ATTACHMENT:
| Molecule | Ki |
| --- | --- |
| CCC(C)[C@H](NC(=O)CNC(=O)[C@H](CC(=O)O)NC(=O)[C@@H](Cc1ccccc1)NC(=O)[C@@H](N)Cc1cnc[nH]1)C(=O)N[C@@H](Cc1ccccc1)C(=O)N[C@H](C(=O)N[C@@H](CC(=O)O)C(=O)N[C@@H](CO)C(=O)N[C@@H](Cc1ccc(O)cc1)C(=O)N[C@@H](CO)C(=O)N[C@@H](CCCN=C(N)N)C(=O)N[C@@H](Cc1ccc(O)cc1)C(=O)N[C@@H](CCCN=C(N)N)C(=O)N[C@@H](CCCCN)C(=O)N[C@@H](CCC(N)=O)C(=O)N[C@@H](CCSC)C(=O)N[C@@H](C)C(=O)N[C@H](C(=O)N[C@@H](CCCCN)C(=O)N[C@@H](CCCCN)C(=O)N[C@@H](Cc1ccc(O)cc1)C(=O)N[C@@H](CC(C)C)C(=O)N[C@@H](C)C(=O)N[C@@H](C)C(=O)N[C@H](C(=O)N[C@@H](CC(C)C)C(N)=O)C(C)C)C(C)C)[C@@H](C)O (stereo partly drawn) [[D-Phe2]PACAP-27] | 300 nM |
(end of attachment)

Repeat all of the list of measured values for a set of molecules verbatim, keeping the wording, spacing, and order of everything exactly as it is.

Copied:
| Molecule | Ki |
| --- | --- |
| CCC(C)[C@H](NC(=O)CNC(=O)[C@H](CC(=O)O)NC(=O)[C@@H](Cc1ccccc1)NC(=O)[C@@H](N)Cc1cnc[nH]1)C(=O)N[C@@H](Cc1ccccc1)C(=O)N[C@H](C(=O)N[C@@H](CC(=O)O)C(=O)N[C@@H](CO)C(=O)N[C@@H](Cc1ccc(O)cc1)C(=O)N[C@@H](CO)C(=O)N[C@@H](CCCN=C(N)N)C(=O)N[C@@H](Cc1ccc(O)cc1)C(=O)N[C@@H](CCCN=C(N)N)C(=O)N[C@@H](CCCCN)C(=O)N[C@@H](CCC(N)=O)C(=O)N[C@@H](CCSC)C(=O)N[C@@H](C)C(=O)N[C@H](C(=O)N[C@@H](CCCCN)C(=O)N[C@@H](CCCCN)C(=O)N[C@@H](Cc1ccc(O)cc1)C(=O)N[C@@H](CC(C)C)C(=O)N[C@@H](C)C(=O)N[C@@H](C)C(=O)N[C@H](C(=O)N[C@@H](CC(C)C)C(N)=O)C(C)C)C(C)C)[C@@H](C)O (stereo partly drawn) [[D-Phe2]PACAP-27] | 300 nM |